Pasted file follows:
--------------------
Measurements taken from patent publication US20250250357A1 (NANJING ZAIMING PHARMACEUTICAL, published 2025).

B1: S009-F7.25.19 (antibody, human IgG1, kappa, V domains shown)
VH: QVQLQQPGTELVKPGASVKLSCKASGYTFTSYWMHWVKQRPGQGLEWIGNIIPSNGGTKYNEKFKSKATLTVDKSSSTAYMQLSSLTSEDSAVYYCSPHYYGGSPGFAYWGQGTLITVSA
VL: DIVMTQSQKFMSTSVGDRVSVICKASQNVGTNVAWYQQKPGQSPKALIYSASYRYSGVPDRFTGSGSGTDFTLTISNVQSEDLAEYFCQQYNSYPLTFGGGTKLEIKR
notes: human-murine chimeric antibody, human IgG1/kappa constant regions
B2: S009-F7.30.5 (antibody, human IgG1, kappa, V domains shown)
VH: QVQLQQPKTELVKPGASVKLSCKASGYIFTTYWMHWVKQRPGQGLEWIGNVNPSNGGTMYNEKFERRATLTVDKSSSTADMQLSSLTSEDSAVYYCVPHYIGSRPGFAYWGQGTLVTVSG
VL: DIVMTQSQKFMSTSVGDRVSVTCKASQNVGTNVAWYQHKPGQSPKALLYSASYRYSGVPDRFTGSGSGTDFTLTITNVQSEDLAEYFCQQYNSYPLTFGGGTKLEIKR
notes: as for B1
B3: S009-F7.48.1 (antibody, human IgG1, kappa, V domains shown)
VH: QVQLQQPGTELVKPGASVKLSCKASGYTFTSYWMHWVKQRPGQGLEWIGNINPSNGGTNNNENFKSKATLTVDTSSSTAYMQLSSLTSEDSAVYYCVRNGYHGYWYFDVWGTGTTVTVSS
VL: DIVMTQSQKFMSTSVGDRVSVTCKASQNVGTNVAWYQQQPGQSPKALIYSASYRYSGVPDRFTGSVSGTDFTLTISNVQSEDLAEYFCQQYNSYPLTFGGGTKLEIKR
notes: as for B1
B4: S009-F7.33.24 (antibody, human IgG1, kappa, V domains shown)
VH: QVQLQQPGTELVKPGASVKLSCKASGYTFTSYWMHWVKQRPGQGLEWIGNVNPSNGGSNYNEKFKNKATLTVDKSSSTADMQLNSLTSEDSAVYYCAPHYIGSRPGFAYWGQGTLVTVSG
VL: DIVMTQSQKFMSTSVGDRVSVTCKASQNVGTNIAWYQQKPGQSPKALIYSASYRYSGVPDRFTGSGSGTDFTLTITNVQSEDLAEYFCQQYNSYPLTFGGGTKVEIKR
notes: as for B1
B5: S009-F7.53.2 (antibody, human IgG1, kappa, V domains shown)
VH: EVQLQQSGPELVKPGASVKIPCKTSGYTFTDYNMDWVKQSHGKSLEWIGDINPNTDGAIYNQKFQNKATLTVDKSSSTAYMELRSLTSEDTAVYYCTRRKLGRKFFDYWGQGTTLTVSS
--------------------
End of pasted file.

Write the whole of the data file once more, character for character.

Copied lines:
Measurements taken from patent publication US20250250357A1 (NANJING ZAIMING PHARMACEUTICAL, published 2025).

B1: S009-F7.25.19 (antibody, human IgG1, kappa, V domains shown)
VH: QVQLQQPGTELVKPGASVKLSCKASGYTFTSYWMHWVKQRPGQGLEWIGNIIPSNGGTKYNEKFKSKATLTVDKSSSTAYMQLSSLTSEDSAVYYCSPHYYGGSPGFAYWGQGTLITVSA
VL: DIVMTQSQKFMSTSVGDRVSVICKASQNVGTNVAWYQQKPGQSPKALIYSASYRYSGVPDRFTGSGSGTDFTLTISNVQSEDLAEYFCQQYNSYPLTFGGGTKLEIKR
notes: human-murine chimeric antibody, human IgG1/kappa constant regions
B2: S009-F7.30.5 (antibody, human IgG1, kappa, V domains shown)
VH: QVQLQQPKTELVKPGASVKLSCKASGYIFTTYWMHWVKQRPGQGLEWIGNVNPSNGGTMYNEKFERRATLTVDKSSSTADMQLSSLTSEDSAVYYCVPHYIGSRPGFAYWGQGTLVTVSG
VL: DIVMTQSQKFMSTSVGDRVSVTCKASQNVGTNVAWYQHKPGQSPKALLYSASYRYSGVPDRFTGSGSGTDFTLTITNVQSEDLAEYFCQQYNSYPLTFGGGTKLEIKR
notes: as for B1
B3: S009-F7.48.1 (antibody, human IgG1, kappa, V domains shown)
VH: QVQLQQPGTELVKPGASVKLSCKASGYTFTSYWMHWVKQRPGQGLEWIGNINPSNGGTNNNENFKSKATLTVDTSSSTAYMQLSSLTSEDSAVYYCVRNGYHGYWYFDVWGTGTTVTVSS
VL: DIVMTQSQKFMSTSVGDRVSVTCKASQNVGTNVAWYQQQPGQSPKALIYSASYRYSGVPDRFTGSVSGTDFTLTISNVQSEDLAEYFCQQYNSYPLTFGGGTKLEIKR
notes: as for B1
B4: S009-F7.33.24 (antibody, human IgG1, kappa, V domains shown)
VH: QVQLQQPGTELVKPGASVKLSCKASGYTFTSYWMHWVKQRPGQGLEWIGNVNPSNGGSNYNEKFKNKATLTVDKSSSTADMQLNSLTSEDSAVYYCAPHYIGSRPGFAYWGQGTLVTVSG
VL: DIVMTQSQKFMSTSVGDRVSVTCKASQNVGTNIAWYQQKPGQSPKALIYSASYRYSGVPDRFTGSGSGTDFTLTITNVQSEDLAEYFCQQYNSYPLTFGGGTKVEIKR
notes: as for B1
B5: S009-F7.53.2 (antibody, human IgG1, kappa, V domains shown)
VH: EVQLQQSGPELVKPGASVKIPCKTSGYTFTDYNMDWVKQSHGKSLEWIGDINPNTDGAIYNQKFQNKATLTVDKSSSTAYMELRSLTSEDTAVYYCTRRKLGRKFFDYWGQGTTLTVSS